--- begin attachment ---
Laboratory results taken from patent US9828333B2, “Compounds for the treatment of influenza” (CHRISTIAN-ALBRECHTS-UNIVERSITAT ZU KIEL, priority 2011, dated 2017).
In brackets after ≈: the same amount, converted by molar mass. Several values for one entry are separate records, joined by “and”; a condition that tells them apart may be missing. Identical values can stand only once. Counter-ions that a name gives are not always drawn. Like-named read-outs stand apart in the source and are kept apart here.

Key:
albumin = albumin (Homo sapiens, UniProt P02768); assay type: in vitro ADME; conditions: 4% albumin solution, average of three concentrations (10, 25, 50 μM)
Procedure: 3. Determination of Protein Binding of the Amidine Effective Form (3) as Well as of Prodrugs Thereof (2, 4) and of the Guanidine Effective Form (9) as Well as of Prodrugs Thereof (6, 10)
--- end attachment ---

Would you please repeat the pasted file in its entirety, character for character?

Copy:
Laboratory results taken from patent US9828333B2, “Compounds for the treatment of influenza” (CHRISTIAN-ALBRECHTS-UNIVERSITAT ZU KIEL, priority 2011, dated 2017).
In brackets after ≈: the same amount, converted by molar mass. Several values for one entry are separate records, joined by “and”; a condition that tells them apart may be missing. Identical values can stand only once. Counter-ions that a name gives are not always drawn. Like-named read-outs stand apart in the source and are kept apart here.

Key:
albumin = albumin (Homo sapiens, UniProt P02768); assay type: in vitro ADME; conditions: 4% albumin solution, average of three concentrations (10, 25, 50 μM)
Procedure: 3. Determination of Protein Binding of the Amidine Effective Form (3) as Well as of Prodrugs Thereof (2, 4) and of the Guanidine Effective Form (9) as Well as of Prodrugs Thereof (6, 10)